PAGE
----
Will necktie fatwas unravel Iran's leadership?

There's conflict brewing between President Mahmoud Ahmadinejad and the ayatollahs in Iran -- and this time, the battleground is fashion.

It's hardly the first time the leaders of the Islamic Republic have embarked on a fatwa tirade against the perceived glitz and glamour of Western styles; but now a visible division of opinion regarding the legitimacy of the fatwas has appeared among Iran's leadership -- one that may leave a lasting fissure in its wake.

In this classic debate, the typically ultraconservative Ahmadinejad plays the part of the hip, chest hair-bearing nonconformist campaigning for more leniency and modernity in Iran's outlook on permissible appearance; opposite him, we have the old school, uptight enforcers played by Team Ayatollahs -- who relentlessly demand that every button be button and every hemline be lengthened. The two have disputed the propriety of rowdy hairstyles, unshaven countenances, and "badly veiled women" in the past. The former -- our surprisingly panache president Ahmadinejad -- has repeatedly declined to endorse the ayatollahs' prohibitions, and even went so far as to altogether denounce the police crackdowns used to enforce them.

So what's the latest incendiary style to drive the fashion-conscious chasm? Neckties.

In the latest such controversy, Mr Ahmadinejad, who never wears a tie in public, has gone on record as saying that no religious leader has banned the tie, which since the 1979 Islamic revolution has been regarded as a symbol of Western culture.

He was criticized by Ayatollah Ahmad Khatami, normally close ally of the Iranian president, who said: "I say to him that many religious dignitaries believe ties should not be worn.

"The supreme guide (Ayatollah Ali Khamenei) himself has said in a fatwa (religious edict) that the wearing of ties or bow ties is not permitted."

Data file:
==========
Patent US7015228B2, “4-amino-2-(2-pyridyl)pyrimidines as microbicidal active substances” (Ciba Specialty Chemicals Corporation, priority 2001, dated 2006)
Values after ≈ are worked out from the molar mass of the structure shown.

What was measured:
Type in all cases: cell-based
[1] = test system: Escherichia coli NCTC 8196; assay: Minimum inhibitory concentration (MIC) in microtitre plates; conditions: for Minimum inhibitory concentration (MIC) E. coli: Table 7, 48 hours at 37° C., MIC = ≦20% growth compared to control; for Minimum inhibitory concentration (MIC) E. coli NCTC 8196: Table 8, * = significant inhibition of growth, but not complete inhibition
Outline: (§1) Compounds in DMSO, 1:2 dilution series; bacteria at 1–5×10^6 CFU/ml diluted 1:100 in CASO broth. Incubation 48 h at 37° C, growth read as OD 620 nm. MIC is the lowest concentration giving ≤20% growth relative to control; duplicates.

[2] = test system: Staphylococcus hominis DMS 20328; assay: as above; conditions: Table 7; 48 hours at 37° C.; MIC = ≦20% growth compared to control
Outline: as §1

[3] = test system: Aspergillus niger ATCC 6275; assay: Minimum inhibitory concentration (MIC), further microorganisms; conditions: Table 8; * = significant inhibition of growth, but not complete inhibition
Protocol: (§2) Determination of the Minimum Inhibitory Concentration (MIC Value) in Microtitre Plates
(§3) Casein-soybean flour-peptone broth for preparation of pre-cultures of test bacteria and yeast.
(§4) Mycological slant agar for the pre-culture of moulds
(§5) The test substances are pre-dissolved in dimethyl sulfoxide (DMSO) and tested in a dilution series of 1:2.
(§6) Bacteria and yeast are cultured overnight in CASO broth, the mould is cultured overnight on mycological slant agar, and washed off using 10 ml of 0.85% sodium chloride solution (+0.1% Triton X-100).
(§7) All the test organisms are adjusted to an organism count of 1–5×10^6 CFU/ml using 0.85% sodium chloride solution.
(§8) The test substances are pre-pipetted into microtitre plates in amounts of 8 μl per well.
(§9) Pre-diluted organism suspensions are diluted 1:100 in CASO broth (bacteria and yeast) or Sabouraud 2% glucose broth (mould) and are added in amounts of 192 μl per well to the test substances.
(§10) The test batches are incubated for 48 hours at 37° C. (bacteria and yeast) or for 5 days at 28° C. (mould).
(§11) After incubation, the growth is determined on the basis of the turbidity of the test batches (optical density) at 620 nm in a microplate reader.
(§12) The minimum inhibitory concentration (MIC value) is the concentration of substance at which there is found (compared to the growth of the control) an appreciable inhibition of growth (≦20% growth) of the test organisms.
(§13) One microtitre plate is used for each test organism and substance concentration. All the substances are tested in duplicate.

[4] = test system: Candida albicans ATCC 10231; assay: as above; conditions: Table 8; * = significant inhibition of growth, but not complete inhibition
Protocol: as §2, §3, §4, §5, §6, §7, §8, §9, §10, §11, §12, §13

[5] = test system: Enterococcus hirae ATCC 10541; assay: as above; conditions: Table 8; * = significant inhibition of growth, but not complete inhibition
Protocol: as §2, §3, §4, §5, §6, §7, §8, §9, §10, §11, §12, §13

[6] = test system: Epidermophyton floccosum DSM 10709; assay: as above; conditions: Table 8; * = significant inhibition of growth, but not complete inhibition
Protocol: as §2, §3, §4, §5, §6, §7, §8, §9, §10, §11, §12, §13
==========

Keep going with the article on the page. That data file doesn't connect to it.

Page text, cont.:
The tie has in past years been making a comeback in Iran, especially at events such as weddings and funerals.

The age-old adage stipulates that if you pull the string, the whole thing will unravel. If Mahmoud continues to pull the necktie, will the whole head of the Iranian government come toppling off, too? Or will the ayatollahs simply come to appreciate the magic that ensues when a world leader meets with the right piece of neckwear?



Quiz: The world's deepest offshore oil-drilling platform sits in how many feet of water?

This week's quiz question:

The world's deepest offshore oil-drilling platform sits in how many feet of water?

a) 5,280 feet (1mile)    b) 6,600 feet (1.25 miles)    c) 8,000 feet (1.5 miles)

Answer after the jump …  

C, 8,000 feet.  The world's remaining oil supply is becoming harder and harder to reach, so oil companies are having to operate even deeper in the water. In March, Perdido, an offshore oil drilling and production facility in the Gulf of Mexico operated by Shell, broke the water-depth record when oil flowed to the platform while it was moored with polyester rope in 8,000 feet (1.5 miles) of ocean.

Of course, with the massive BP oil spill, many people might no longer be in awe of what a "technological tour de force" the Perdido facility is.

(In the photo above, the Norwegian oil-drilling rig Statfjord B produces oil in the North Sea on Sept. 19, 1984.)

STF/AFP/Getty Images